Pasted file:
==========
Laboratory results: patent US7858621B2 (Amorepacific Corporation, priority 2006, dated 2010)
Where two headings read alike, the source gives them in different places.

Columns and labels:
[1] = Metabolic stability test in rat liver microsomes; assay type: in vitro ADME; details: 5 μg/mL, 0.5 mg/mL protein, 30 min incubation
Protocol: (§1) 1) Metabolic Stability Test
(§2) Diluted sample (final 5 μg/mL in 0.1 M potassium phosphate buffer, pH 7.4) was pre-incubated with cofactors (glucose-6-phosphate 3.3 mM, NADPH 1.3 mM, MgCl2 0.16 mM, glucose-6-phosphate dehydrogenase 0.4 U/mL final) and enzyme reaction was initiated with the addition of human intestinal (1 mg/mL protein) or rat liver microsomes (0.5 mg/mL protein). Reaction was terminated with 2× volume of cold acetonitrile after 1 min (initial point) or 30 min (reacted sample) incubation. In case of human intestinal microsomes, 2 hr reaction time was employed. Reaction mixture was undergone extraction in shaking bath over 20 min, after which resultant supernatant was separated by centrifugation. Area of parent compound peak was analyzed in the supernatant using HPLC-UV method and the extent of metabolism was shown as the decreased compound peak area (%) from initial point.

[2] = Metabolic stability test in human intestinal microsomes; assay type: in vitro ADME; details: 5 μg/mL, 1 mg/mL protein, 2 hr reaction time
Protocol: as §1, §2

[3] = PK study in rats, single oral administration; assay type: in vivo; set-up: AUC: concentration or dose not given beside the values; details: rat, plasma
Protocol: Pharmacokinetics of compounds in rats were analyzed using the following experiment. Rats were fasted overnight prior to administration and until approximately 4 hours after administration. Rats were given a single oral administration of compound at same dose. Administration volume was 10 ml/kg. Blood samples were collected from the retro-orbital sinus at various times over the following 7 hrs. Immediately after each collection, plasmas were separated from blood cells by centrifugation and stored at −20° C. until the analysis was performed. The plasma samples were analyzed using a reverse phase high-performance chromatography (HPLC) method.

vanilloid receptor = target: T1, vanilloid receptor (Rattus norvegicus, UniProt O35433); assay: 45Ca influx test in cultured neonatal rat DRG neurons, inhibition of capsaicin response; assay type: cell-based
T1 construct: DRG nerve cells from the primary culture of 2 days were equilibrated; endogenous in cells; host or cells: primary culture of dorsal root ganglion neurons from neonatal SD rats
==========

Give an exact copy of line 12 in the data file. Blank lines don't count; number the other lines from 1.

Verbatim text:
T1 construct: DRG nerve cells from the primary culture of 2 days were equilibrated; endogenous in cells; host or cells: primary culture of dorsal root ganglion neurons from neonatal SD rats